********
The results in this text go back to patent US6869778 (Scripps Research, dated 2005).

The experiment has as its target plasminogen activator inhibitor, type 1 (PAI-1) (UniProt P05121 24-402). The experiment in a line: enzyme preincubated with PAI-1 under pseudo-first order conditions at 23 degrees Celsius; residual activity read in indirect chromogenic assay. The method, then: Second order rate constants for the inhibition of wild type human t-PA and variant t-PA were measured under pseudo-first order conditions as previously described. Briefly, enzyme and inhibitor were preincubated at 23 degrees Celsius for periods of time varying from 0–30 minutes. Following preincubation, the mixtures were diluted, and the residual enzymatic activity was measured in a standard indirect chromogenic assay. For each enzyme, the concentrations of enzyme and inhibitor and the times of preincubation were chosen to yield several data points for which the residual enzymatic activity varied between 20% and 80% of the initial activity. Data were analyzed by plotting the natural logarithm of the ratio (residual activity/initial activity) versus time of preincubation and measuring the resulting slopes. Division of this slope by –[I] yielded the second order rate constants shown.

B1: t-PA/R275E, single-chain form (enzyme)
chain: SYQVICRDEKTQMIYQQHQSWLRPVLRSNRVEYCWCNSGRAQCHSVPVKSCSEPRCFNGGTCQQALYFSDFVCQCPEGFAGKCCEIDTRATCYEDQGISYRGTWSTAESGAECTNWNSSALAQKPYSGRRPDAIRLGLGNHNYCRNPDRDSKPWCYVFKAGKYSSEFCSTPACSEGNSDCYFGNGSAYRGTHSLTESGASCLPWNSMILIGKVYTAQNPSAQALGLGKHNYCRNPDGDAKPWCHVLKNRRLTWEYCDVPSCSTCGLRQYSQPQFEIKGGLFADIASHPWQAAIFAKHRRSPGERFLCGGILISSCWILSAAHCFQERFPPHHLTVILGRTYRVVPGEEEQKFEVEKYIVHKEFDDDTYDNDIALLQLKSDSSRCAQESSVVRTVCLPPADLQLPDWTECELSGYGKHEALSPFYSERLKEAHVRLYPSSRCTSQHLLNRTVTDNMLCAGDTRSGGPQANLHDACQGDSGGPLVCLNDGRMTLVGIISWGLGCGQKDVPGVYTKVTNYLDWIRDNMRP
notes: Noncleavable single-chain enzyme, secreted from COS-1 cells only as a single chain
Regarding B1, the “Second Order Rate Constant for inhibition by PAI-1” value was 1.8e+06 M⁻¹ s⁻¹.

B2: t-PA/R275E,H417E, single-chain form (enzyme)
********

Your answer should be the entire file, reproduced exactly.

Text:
The results in this text go back to patent US6869778 (Scripps Research, dated 2005).

The experiment has as its target plasminogen activator inhibitor, type 1 (PAI-1) (UniProt P05121 24-402). The experiment in a line: enzyme preincubated with PAI-1 under pseudo-first order conditions at 23 degrees Celsius; residual activity read in indirect chromogenic assay. The method, then: Second order rate constants for the inhibition of wild type human t-PA and variant t-PA were measured under pseudo-first order conditions as previously described. Briefly, enzyme and inhibitor were preincubated at 23 degrees Celsius for periods of time varying from 0–30 minutes. Following preincubation, the mixtures were diluted, and the residual enzymatic activity was measured in a standard indirect chromogenic assay. For each enzyme, the concentrations of enzyme and inhibitor and the times of preincubation were chosen to yield several data points for which the residual enzymatic activity varied between 20% and 80% of the initial activity. Data were analyzed by plotting the natural logarithm of the ratio (residual activity/initial activity) versus time of preincubation and measuring the resulting slopes. Division of this slope by –[I] yielded the second order rate constants shown.

B1: t-PA/R275E, single-chain form (enzyme)
chain: SYQVICRDEKTQMIYQQHQSWLRPVLRSNRVEYCWCNSGRAQCHSVPVKSCSEPRCFNGGTCQQALYFSDFVCQCPEGFAGKCCEIDTRATCYEDQGISYRGTWSTAESGAECTNWNSSALAQKPYSGRRPDAIRLGLGNHNYCRNPDRDSKPWCYVFKAGKYSSEFCSTPACSEGNSDCYFGNGSAYRGTHSLTESGASCLPWNSMILIGKVYTAQNPSAQALGLGKHNYCRNPDGDAKPWCHVLKNRRLTWEYCDVPSCSTCGLRQYSQPQFEIKGGLFADIASHPWQAAIFAKHRRSPGERFLCGGILISSCWILSAAHCFQERFPPHHLTVILGRTYRVVPGEEEQKFEVEKYIVHKEFDDDTYDNDIALLQLKSDSSRCAQESSVVRTVCLPPADLQLPDWTECELSGYGKHEALSPFYSERLKEAHVRLYPSSRCTSQHLLNRTVTDNMLCAGDTRSGGPQANLHDACQGDSGGPLVCLNDGRMTLVGIISWGLGCGQKDVPGVYTKVTNYLDWIRDNMRP
notes: Noncleavable single-chain enzyme, secreted from COS-1 cells only as a single chain
Regarding B1, the “Second Order Rate Constant for inhibition by PAI-1” value was 1.8e+06 M⁻¹ s⁻¹.

B2: t-PA/R275E,H417E, single-chain form (enzyme)